A New Year, a New Chance at Recovery
Here is a roadmap to get you from where you are to where you want to be:
Step 1: Admit You Have a Problem.
Your drug use may have started off innocently enough: a few drinks at a social function, an occasional high to rev up a night out with friends. But over time, you may have started using more often, in larger qualities or to escape problems or cope with stress. Eventually, drug use occupied more of your time and attention and you needed more drugs to get the same high. You may not have realized it, but you were developing a problem.
Often, denial keeps people from recognizing the seriousness of their drug problem, even in the face of negative consequences. There are numerous signs of drug addiction, including giving up activities you used to enjoy, suffering withdrawal symptoms when trying to quit and trying to quit unsuccessfully. But the bottom line is: If your drug use is impacting your quality of life - whether at home, work or in your relationships - it's a problem.
Even if you don't believe you have a problem but your family and friends are concerned, get a professional opinion. Many drug rehab centers offer free confidential assessments and can help you determine whether or not you need treatment.
Step 2: Research Treatment Programs.
With one important decision out of the way, it's time to find the right treatment program. There are a lot of options - residential or outpatient, close to home or removed from familiar surroundings, high end or budget, to name a few - and a lot of questions that need to be asked to ensure you get quality care tailored to you. When speaking with a drug rehab center, ask the following questions:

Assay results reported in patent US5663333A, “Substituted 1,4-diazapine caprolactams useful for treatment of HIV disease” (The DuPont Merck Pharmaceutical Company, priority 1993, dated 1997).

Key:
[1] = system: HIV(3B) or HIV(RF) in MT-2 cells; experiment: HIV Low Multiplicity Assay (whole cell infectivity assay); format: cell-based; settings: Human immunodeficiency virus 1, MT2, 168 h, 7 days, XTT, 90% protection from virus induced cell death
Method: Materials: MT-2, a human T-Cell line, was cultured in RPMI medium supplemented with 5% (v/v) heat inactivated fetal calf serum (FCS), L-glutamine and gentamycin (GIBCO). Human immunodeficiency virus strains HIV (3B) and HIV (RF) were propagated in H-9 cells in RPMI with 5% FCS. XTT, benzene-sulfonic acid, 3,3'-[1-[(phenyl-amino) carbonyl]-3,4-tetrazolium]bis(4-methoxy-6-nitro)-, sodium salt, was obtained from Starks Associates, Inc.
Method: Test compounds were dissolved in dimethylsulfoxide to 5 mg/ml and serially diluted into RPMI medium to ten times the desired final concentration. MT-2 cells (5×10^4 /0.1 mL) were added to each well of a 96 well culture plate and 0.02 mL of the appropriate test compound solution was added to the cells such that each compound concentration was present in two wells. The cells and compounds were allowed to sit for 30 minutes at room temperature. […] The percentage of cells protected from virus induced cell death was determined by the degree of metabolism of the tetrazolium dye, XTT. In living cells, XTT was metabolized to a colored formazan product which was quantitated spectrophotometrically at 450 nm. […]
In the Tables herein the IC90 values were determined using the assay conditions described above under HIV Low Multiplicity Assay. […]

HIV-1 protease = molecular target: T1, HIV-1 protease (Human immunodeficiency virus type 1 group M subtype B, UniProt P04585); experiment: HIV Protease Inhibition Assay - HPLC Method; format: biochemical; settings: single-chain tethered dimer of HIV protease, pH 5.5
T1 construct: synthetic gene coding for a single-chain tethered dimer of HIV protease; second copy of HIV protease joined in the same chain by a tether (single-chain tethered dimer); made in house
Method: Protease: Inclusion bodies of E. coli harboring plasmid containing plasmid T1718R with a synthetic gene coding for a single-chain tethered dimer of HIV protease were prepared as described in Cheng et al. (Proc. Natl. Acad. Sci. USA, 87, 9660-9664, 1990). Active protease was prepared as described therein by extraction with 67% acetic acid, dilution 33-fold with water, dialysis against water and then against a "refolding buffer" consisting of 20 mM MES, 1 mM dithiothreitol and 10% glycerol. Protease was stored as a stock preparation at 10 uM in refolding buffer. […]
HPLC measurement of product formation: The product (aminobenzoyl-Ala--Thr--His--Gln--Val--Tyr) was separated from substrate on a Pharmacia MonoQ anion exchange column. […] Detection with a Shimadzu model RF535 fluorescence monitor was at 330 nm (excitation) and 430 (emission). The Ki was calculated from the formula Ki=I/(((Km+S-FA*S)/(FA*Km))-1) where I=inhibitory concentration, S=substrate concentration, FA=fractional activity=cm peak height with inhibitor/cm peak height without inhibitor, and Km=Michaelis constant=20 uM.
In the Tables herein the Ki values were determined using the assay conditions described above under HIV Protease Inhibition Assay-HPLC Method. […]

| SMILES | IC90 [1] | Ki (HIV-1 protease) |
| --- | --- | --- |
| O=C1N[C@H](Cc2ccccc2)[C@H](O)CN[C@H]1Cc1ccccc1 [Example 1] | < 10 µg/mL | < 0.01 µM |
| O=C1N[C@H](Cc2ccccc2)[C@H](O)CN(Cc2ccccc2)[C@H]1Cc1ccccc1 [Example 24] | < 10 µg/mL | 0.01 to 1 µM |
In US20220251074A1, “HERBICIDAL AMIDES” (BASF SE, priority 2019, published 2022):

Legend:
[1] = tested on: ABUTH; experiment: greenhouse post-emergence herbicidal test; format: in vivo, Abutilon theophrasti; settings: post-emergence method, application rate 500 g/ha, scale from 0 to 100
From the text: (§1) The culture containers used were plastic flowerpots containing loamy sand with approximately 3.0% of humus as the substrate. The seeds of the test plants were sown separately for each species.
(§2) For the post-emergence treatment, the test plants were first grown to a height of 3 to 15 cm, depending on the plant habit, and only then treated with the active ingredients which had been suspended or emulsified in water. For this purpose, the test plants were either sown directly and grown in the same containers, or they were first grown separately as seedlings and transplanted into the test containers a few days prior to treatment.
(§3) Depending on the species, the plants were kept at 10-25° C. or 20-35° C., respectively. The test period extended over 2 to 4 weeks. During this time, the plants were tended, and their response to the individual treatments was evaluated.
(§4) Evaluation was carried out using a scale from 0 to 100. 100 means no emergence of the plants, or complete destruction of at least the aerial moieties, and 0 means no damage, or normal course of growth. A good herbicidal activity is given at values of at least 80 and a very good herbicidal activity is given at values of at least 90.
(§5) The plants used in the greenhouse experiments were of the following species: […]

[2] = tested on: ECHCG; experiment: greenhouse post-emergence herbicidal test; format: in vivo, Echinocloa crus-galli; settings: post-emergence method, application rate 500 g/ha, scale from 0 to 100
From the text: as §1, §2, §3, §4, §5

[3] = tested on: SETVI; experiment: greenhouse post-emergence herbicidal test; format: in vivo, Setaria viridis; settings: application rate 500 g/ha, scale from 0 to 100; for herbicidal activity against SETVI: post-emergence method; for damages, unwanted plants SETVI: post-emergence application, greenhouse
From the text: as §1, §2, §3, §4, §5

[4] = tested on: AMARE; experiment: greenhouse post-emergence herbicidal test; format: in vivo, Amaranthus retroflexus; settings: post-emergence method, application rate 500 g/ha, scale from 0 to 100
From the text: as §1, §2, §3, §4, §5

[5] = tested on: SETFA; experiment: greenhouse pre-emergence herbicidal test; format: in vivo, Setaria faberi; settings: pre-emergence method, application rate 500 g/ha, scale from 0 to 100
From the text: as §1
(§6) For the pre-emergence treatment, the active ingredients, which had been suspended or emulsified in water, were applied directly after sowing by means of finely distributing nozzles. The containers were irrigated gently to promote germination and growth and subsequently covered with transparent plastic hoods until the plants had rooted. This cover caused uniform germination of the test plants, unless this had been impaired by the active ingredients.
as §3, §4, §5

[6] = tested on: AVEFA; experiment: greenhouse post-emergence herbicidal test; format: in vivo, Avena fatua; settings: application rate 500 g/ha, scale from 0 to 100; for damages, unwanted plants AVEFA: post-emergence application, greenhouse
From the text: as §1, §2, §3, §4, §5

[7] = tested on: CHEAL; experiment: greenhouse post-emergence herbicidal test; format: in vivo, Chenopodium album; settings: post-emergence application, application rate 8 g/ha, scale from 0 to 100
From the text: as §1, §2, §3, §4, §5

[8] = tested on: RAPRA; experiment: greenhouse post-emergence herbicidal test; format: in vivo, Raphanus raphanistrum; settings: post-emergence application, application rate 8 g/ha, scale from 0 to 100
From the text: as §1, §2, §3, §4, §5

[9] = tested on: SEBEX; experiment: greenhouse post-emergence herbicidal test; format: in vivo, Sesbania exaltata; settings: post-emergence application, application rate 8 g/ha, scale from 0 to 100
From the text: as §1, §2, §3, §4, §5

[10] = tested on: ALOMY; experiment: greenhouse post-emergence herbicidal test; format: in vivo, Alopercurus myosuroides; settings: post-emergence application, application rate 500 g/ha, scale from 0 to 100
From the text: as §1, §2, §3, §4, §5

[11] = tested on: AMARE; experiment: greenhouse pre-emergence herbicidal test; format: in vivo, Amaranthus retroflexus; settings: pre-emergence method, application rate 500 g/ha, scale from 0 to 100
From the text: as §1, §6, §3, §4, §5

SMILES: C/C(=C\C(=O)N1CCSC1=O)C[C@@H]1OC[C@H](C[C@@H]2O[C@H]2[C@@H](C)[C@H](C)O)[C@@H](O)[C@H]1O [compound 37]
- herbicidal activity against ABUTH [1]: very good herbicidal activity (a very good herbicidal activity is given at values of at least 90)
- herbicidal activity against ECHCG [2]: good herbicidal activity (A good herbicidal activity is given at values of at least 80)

- Is the program licensed and accredited?
- Does it have a good reputation? Can you speak with alumni about their experience?
- What are the credentials of the staff?
- Are treatment plans personalized based on the needs of each client?
- Does the program work with insurance companies?
- Is detox provided? Does the program employ medical personnel?
- What types of therapies are offered? Is the focus solely on sobriety or also each client's emotional, social, psychological and spiritual development?
- What is the program's treatment philosophy? Do they introduce the 12 Steps or other self-help support groups?
- Is the facility home-like and welcoming or does it feel like a hospital?
- Does support continue after formal treatment ends?
- Does the program offer help for families?
Step 3: Go to Rehab.
Once you've chosen the best drug rehab for your needs, it's important to begin treatment right away. Delaying admission typically intensifies drug and alcohol use as well as the consequences. The treatment center you choose will be able to walk you through the process of admission and what to expect during treatment. In general, treatment includes assessments, individual and group therapy, 12-Step meetings, and education about addiction. Depending on the drug rehab, it may also include yoga, acupuncture, nutrition counseling, exercise and other adjunct therapies.
Step 4: Work an Ongoing Recovery Program.
Addiction recovery is a lifelong process. The first few months are typically the most challenging so you will need a lot of support. Individual therapy and self-help support groups are some of the most common components of an aftercare plan. If the drug rehab you attended offers meetings or activities for alumni or other forms of continuing care, take advantage of every opportunity to bolster your recovery.
The New Year may not have started the way you'd hoped, but this still can be the year you get sober, and stay sober. In fact, there's no better time to get a fresh start than the start of a new year.